It's a new way to catch bike thieves at colleges.
In May of this year, the University of Wisconsin-Madison Police Department began using GPS technology to track stolen bicycles. Sergeant Jason Whitney says despite most students — and their bikes — absent from campus for summer break, police still managed to capture several thieves due to the new "bait bike" program.
With the GPS program in place, 18 bikes were stolen between May and August 1 with 16 arrests made.
GPS-equipped bikes are placed around campus, and when a bike is taken from its location, police are able to track it and catch the thief. As an added deterrent to thwart would-be thieves, Sgt. Whitney says students are encouraged to put stickers on their bikes.
"We handed quite a few stickers out during move-in time. Just small little stickers; you can put them on your locks and on your bikes. It has our police logo on it and in bright orange lettering it says that this could be a bait bike."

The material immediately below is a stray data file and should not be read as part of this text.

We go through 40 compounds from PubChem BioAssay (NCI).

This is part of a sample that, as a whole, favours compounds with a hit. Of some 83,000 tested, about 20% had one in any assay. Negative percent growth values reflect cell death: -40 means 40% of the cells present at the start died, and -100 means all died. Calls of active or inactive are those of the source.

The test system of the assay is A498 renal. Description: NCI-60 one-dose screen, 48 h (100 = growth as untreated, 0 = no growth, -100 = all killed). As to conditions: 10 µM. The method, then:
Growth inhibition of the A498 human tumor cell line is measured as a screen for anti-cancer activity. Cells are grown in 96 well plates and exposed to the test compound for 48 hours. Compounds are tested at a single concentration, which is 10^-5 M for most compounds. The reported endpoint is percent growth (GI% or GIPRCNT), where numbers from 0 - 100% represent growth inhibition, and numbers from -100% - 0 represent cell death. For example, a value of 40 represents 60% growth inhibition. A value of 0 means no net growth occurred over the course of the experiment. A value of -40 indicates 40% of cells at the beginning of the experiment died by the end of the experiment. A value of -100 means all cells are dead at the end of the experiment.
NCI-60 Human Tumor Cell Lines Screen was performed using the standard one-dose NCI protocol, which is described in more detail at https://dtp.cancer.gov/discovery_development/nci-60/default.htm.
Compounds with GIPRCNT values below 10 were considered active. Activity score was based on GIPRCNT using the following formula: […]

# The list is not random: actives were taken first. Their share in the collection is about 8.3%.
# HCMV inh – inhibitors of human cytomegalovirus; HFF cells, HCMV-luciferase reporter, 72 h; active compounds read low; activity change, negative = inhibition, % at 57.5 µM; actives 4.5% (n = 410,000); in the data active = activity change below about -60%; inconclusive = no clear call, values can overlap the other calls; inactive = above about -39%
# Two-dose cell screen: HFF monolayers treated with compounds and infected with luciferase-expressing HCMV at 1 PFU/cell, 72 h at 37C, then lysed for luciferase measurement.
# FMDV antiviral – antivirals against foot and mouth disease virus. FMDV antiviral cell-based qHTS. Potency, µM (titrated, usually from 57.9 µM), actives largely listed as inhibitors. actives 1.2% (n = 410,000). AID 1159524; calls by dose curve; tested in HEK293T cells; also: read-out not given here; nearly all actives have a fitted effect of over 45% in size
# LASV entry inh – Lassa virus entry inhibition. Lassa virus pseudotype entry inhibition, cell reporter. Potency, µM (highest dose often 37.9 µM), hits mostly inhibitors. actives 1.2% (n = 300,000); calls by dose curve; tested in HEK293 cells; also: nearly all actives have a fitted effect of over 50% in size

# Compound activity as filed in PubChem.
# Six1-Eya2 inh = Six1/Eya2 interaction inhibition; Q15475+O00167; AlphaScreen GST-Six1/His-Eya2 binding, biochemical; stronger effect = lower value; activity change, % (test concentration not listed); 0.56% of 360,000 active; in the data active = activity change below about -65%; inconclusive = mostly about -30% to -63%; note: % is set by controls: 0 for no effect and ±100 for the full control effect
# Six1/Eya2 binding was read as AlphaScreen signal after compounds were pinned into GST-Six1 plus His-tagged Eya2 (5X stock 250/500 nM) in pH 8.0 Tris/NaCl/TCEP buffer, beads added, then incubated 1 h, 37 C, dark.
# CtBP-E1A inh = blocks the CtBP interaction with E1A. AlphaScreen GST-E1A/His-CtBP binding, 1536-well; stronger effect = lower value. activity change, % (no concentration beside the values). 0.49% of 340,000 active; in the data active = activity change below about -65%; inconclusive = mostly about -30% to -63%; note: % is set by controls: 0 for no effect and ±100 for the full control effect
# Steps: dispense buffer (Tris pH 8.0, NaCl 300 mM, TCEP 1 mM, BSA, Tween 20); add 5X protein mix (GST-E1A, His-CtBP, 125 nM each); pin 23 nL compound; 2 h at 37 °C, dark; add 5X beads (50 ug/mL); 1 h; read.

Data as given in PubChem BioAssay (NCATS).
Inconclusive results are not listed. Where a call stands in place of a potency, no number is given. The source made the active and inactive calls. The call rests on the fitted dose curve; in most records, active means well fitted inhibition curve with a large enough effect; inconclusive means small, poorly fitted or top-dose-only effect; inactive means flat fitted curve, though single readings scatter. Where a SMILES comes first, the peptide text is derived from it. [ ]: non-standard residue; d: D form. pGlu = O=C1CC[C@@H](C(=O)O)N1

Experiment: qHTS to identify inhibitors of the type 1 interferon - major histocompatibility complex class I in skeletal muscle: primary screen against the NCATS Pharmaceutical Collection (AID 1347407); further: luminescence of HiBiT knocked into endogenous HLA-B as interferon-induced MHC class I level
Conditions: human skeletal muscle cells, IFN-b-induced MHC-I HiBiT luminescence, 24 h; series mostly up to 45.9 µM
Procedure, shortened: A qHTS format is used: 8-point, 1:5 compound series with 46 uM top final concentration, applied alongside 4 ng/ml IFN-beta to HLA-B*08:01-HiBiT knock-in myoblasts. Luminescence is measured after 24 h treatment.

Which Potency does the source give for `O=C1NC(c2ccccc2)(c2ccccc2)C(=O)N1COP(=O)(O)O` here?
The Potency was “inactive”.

Prior to the new bait bike program, thieves were rarely caught and bike recovery was low. During the 2007 to 2008 school year the UWPD received 100 reports of bike thefts on the Madison campus, but had only one arrest. But the GPS technology is working.
"People that are caught with a bike, we are issuing them a citation for $406."
The idea to use "bait bikes" came from a college campus in Canada. Police Officer John Deering created the program in Madison and Whitney says they implemented it in May so it would be up and running before students returned in the fall. He says interest in the program is so great that he wouldn't be surprised if other campuses and communities around the state picked up on it.